NICOSIA - Interior Minister Socrates Hasikos on Tuesday rejected damning Amnesty International accusations against Cyprus, saying a press release on the international body’s report contained “inaccuracies and sweeping generalisations”.
Amnesty International said: “Cypriot immigration authorities routinely detain hundreds of migrants and asylum-seekers in prison-like conditions for extended periods while awaiting deportation.”
Those detained include Syrian refugees and women separated from their young children, according to the international body.
Amnesty International said that evidence gathered by researchers during a recent visit to Cyprus indicates that the authorities “are exploiting European Union (EU) laws - imposing automatic detention of migrants and asylum-seekers without implementing the required safeguards, which make detention a last resort”.
It said the practice was also a breach of international law.
In statement Hasikos responded to the claims saying they were “one-sided and unsubstantiated” adding that they included “inaccuracies and generalisations about immigration issues and international protection in Cyprus”.
“Comments made by Amnesty International are based almost entirely on information which the representatives of the organisation selectively gathered from complaints of NGOs during their visit, ignoring the explanations given by the government,” said Hasikos.
The Ministry, he said, categorically rejects that there is detention for purposes of deportation of recognised refugees.
He explained that despite the fact that the law allows deportation of recognised refugees in exceptional cases and under certain conditions, the law was actually applied in only one case, some time ago.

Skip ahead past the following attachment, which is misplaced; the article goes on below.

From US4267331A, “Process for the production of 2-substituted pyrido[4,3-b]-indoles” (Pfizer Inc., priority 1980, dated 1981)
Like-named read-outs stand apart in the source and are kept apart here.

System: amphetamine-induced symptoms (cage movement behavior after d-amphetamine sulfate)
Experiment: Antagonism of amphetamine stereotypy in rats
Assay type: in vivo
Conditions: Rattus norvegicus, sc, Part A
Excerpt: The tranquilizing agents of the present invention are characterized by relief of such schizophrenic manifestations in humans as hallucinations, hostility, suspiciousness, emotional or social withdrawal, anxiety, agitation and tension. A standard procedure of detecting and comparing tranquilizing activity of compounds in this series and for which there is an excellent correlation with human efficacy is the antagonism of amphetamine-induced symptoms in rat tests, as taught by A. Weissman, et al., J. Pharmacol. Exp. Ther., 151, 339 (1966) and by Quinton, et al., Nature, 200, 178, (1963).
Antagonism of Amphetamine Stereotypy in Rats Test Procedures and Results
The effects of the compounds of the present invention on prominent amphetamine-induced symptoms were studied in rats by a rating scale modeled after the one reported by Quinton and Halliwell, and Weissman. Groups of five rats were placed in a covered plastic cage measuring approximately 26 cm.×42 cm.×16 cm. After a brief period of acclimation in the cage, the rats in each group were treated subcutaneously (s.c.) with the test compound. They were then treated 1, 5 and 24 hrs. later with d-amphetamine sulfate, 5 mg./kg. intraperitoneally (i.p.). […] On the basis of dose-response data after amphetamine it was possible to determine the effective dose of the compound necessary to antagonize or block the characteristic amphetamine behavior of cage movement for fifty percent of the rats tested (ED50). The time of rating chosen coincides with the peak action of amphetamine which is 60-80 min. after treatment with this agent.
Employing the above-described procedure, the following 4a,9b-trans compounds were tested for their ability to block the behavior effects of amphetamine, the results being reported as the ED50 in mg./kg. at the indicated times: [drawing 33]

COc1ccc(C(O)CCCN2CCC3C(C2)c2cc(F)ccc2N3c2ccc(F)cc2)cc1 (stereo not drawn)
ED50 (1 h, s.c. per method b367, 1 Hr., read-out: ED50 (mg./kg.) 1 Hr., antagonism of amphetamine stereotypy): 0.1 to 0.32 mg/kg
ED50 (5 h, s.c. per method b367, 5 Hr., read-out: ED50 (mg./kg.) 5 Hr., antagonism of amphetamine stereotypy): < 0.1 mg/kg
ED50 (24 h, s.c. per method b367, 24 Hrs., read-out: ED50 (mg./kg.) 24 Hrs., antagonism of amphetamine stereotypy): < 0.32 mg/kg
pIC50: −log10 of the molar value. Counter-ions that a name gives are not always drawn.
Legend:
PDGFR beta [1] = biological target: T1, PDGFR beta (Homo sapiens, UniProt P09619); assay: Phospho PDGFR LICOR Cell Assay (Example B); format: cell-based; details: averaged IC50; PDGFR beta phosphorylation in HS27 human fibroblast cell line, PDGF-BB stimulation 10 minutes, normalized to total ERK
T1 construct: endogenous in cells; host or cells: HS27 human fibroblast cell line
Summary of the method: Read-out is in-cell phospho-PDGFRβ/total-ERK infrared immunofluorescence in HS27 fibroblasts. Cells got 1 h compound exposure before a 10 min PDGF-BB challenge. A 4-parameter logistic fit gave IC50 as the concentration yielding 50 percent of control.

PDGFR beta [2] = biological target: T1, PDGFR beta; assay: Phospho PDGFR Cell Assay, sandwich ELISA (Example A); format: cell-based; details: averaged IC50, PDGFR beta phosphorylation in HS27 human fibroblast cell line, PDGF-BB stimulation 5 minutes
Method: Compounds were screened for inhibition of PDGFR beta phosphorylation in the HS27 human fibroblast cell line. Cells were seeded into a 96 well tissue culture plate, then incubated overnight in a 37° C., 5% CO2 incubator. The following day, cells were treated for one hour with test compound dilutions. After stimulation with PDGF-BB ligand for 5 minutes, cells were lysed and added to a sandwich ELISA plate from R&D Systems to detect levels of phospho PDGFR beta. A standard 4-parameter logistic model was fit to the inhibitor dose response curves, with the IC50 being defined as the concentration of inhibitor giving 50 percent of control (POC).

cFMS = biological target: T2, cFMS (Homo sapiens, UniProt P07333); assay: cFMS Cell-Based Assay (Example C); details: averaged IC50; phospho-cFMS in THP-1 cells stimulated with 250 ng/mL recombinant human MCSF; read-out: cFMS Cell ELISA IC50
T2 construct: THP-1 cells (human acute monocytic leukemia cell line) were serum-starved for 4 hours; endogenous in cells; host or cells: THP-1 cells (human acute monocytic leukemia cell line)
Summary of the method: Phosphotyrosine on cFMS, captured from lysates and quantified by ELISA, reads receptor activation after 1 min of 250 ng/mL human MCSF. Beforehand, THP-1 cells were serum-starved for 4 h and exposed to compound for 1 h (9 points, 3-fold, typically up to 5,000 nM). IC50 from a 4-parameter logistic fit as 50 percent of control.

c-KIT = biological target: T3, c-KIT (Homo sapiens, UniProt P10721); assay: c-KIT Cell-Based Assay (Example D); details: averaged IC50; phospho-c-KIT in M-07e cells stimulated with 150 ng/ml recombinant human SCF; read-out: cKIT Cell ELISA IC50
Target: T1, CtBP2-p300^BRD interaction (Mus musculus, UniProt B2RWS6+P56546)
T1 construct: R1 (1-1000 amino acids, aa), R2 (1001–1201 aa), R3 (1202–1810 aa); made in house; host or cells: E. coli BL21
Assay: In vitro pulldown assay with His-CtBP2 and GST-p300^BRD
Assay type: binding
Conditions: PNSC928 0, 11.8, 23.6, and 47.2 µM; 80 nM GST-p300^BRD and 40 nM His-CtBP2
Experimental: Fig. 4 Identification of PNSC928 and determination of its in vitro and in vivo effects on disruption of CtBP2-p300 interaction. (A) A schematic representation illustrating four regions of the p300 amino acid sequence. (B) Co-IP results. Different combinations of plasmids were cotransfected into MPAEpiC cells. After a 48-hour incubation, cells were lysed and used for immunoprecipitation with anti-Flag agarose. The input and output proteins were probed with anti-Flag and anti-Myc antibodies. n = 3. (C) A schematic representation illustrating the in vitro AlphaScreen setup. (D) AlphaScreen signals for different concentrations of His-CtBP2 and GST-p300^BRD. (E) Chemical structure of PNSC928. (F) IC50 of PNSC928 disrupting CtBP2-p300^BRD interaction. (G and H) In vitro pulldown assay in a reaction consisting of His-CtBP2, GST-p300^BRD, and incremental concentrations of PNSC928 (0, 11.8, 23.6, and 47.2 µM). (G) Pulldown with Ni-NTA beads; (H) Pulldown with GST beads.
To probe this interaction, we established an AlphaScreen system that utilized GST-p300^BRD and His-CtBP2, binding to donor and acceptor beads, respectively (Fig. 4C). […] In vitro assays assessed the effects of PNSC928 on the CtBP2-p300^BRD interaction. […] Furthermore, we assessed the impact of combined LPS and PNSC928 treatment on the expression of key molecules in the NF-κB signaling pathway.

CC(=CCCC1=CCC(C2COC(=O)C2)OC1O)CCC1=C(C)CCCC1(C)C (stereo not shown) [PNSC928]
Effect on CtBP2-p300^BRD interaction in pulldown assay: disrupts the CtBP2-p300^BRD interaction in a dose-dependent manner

Head of Refugee and Migrants’ Rights at Amnesty International, Sherif Elsayed-Ali, said that “by detaining scores of people for months at a time, Cyprus is displaying a chilling lack of compassion and a complete disregard for its international obligations”.
According to Amnesty International, in at least two cases, women detained were forcibly separated from their young children. One was a baby just 19 months old, the other aged three. The children were handed over to social services.
“Both women said the separation had had devastating effects on their children,” Amnesty International said.
At least one person at the Menoyia detention centre, the main immigration detention facility in Cyprus, had been held for 22 consecutive months while awaiting deportation. Under EU law, the maximum detention period on immigration grounds is 18 months.
“The Menoyia centre is a prison in all but name. Behind a double metal fence several metres high, detainees are forced to live in cramped conditions and are only allowed outside the building for 2.5 hours each day,” said Elsayed-Ali.
During a visit earlier this month, Amnesty said it found nine Syrian refugees were among those held at Menoyia, including at least one who had applied for asylum.
“It is incomprehensible that the Cypriot authorities are detaining Syrian nationals in Menoyia when it is Cyprus’ official policy not to return Syrians to Syria,” said Elsayed-Ali.
“We can only conclude that the detention of Syrian nationals is intended to send a message to other Syrians that they are not welcome in Cyprus.”